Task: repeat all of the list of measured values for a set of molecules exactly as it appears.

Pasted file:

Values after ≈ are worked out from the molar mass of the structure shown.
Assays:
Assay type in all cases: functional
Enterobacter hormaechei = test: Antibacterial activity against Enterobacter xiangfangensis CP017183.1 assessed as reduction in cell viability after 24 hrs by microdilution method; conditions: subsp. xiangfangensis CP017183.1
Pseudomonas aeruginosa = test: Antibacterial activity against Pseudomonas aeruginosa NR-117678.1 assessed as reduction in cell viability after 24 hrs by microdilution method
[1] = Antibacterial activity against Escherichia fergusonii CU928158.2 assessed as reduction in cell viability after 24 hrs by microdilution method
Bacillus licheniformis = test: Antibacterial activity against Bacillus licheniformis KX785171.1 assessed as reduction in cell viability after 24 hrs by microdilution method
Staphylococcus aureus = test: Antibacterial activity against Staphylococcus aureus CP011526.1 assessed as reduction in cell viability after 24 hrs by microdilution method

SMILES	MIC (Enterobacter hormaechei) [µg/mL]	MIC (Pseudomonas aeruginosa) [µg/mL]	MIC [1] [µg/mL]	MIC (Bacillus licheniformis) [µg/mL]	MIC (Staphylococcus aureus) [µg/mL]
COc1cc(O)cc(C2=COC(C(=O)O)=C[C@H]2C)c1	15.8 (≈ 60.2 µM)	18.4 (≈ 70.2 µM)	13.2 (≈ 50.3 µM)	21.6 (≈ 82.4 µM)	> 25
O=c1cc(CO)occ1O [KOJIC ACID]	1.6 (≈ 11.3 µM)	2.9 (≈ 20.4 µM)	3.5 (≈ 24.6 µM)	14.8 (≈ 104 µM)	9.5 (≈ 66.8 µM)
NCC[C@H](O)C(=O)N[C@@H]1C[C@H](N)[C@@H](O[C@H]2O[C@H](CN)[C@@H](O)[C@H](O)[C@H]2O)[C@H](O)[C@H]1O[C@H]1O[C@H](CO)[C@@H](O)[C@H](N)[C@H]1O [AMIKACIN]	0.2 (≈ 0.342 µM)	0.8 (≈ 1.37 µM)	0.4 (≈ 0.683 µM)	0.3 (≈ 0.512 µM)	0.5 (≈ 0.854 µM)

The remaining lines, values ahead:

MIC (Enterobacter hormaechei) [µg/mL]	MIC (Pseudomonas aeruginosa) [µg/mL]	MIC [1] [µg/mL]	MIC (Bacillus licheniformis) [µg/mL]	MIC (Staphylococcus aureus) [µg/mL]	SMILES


Values after ≈ are worked out from the molar mass of the structure shown.
Assays:
Assay type in all cases: functional
Enterobacter hormaechei = test: Antibacterial activity against Enterobacter xiangfangensis CP017183.1 assessed as reduction in cell viability after 24 hrs by microdilution method; conditions: subsp. xiangfangensis CP017183.1
Pseudomonas aeruginosa = test: Antibacterial activity against Pseudomonas aeruginosa NR-117678.1 assessed as reduction in cell viability after 24 hrs by microdilution method
[1] = Antibacterial activity against Escherichia fergusonii CU928158.2 assessed as reduction in cell viability after 24 hrs by microdilution method
Bacillus licheniformis = test: Antibacterial activity against Bacillus licheniformis KX785171.1 assessed as reduction in cell viability after 24 hrs by microdilution method
Staphylococcus aureus = test: Antibacterial activity against Staphylococcus aureus CP011526.1 assessed as reduction in cell viability after 24 hrs by microdilution method

SMILES	MIC (Enterobacter hormaechei) [µg/mL]	MIC (Pseudomonas aeruginosa) [µg/mL]	MIC [1] [µg/mL]	MIC (Bacillus licheniformis) [µg/mL]	MIC (Staphylococcus aureus) [µg/mL]
COc1cc(O)cc(C2=COC(C(=O)O)=C[C@H]2C)c1	15.8 (≈ 60.2 µM)	18.4 (≈ 70.2 µM)	13.2 (≈ 50.3 µM)	21.6 (≈ 82.4 µM)	> 25
O=c1cc(CO)occ1O [KOJIC ACID]	1.6 (≈ 11.3 µM)	2.9 (≈ 20.4 µM)	3.5 (≈ 24.6 µM)	14.8 (≈ 104 µM)	9.5 (≈ 66.8 µM)
NCC[C@H](O)C(=O)N[C@@H]1C[C@H](N)[C@@H](O[C@H]2O[C@H](CN)[C@@H](O)[C@H](O)[C@H]2O)[C@H](O)[C@H]1O[C@H]1O[C@H](CO)[C@@H](O)[C@H](N)[C@H]1O [AMIKACIN]	0.2 (≈ 0.342 µM)	0.8 (≈ 1.37 µM)	0.4 (≈ 0.683 µM)	0.3 (≈ 0.512 µM)	0.5 (≈ 0.854 µM)

The remaining lines, values ahead:

MIC (Enterobacter hormaechei) [µg/mL]	MIC (Pseudomonas aeruginosa) [µg/mL]	MIC [1] [µg/mL]	MIC (Bacillus licheniformis) [µg/mL]	MIC (Staphylococcus aureus) [µg/mL]	SMILES